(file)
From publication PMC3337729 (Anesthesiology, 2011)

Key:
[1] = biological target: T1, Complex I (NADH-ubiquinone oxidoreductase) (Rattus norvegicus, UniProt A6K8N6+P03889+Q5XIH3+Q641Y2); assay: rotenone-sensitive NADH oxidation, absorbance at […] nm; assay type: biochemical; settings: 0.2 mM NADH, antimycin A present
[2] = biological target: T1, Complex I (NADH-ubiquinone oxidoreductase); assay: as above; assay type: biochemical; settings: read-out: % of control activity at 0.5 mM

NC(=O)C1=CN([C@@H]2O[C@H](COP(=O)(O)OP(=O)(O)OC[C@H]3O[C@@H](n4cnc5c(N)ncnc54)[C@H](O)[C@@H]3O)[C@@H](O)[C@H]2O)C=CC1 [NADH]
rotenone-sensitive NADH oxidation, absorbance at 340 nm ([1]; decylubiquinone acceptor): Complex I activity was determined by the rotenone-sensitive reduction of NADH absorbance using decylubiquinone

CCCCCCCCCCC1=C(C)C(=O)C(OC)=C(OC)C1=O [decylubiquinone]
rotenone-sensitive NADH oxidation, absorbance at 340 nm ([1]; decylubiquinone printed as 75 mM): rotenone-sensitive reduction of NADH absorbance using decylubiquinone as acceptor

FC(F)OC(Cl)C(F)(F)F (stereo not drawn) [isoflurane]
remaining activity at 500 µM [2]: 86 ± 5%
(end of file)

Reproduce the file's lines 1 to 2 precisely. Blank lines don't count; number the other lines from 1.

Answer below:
From publication PMC3337729 (Anesthesiology, 2011)

Key: